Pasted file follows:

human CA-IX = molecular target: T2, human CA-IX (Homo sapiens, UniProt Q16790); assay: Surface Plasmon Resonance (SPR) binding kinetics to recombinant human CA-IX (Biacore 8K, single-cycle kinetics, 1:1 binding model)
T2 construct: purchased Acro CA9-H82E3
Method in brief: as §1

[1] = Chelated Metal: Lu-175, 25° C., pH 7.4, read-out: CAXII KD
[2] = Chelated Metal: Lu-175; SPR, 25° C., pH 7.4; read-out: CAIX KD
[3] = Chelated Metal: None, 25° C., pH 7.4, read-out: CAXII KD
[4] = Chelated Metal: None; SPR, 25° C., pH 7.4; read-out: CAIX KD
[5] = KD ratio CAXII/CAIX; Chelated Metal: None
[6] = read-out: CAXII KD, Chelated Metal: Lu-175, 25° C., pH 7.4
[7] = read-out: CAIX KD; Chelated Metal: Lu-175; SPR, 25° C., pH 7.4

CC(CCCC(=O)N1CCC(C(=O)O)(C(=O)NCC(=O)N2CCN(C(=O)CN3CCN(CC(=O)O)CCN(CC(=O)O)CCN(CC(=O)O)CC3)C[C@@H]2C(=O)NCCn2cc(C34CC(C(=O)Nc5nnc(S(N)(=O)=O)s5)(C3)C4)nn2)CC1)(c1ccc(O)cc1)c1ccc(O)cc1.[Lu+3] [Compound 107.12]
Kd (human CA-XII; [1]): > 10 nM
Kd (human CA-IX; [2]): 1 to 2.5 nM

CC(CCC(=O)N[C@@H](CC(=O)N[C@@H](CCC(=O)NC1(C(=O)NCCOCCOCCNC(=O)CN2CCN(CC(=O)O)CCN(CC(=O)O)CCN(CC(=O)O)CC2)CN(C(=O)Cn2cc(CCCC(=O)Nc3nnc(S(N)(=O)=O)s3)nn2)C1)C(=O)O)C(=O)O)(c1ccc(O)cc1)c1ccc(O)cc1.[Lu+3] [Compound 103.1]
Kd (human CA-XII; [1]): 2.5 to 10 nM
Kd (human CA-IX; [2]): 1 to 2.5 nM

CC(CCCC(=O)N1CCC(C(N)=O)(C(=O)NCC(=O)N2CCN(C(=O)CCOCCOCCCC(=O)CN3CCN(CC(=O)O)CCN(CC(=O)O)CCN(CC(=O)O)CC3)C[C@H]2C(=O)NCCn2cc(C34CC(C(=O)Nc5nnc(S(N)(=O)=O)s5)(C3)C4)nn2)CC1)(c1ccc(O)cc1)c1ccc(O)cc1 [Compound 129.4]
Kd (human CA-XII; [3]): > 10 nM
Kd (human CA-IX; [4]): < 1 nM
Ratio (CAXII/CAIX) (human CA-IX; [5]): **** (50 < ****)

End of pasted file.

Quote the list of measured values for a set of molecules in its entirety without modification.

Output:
human CA-IX = molecular target: T2, human CA-IX (Homo sapiens, UniProt Q16790); assay: Surface Plasmon Resonance (SPR) binding kinetics to recombinant human CA-IX (Biacore 8K, single-cycle kinetics, 1:1 binding model)
T2 construct: purchased Acro CA9-H82E3
Method in brief: as §1

[1] = Chelated Metal: Lu-175, 25° C., pH 7.4, read-out: CAXII KD
[2] = Chelated Metal: Lu-175; SPR, 25° C., pH 7.4; read-out: CAIX KD
[3] = Chelated Metal: None, 25° C., pH 7.4, read-out: CAXII KD
[4] = Chelated Metal: None; SPR, 25° C., pH 7.4; read-out: CAIX KD
[5] = KD ratio CAXII/CAIX; Chelated Metal: None
[6] = read-out: CAXII KD, Chelated Metal: Lu-175, 25° C., pH 7.4
[7] = read-out: CAIX KD; Chelated Metal: Lu-175; SPR, 25° C., pH 7.4

CC(CCCC(=O)N1CCC(C(=O)O)(C(=O)NCC(=O)N2CCN(C(=O)CN3CCN(CC(=O)O)CCN(CC(=O)O)CCN(CC(=O)O)CC3)C[C@@H]2C(=O)NCCn2cc(C34CC(C(=O)Nc5nnc(S(N)(=O)=O)s5)(C3)C4)nn2)CC1)(c1ccc(O)cc1)c1ccc(O)cc1.[Lu+3] [Compound 107.12]
Kd (human CA-XII; [1]): > 10 nM
Kd (human CA-IX; [2]): 1 to 2.5 nM

CC(CCC(=O)N[C@@H](CC(=O)N[C@@H](CCC(=O)NC1(C(=O)NCCOCCOCCNC(=O)CN2CCN(CC(=O)O)CCN(CC(=O)O)CCN(CC(=O)O)CC2)CN(C(=O)Cn2cc(CCCC(=O)Nc3nnc(S(N)(=O)=O)s3)nn2)C1)C(=O)O)C(=O)O)(c1ccc(O)cc1)c1ccc(O)cc1.[Lu+3] [Compound 103.1]
Kd (human CA-XII; [1]): 2.5 to 10 nM
Kd (human CA-IX; [2]): 1 to 2.5 nM

CC(CCCC(=O)N1CCC(C(N)=O)(C(=O)NCC(=O)N2CCN(C(=O)CCOCCOCCCC(=O)CN3CCN(CC(=O)O)CCN(CC(=O)O)CCN(CC(=O)O)CC3)C[C@H]2C(=O)NCCn2cc(C34CC(C(=O)Nc5nnc(S(N)(=O)=O)s5)(C3)C4)nn2)CC1)(c1ccc(O)cc1)c1ccc(O)cc1 [Compound 129.4]
Kd (human CA-XII; [3]): > 10 nM
Kd (human CA-IX; [4]): < 1 nM
Ratio (CAXII/CAIX) (human CA-IX; [5]): **** (50 < ****)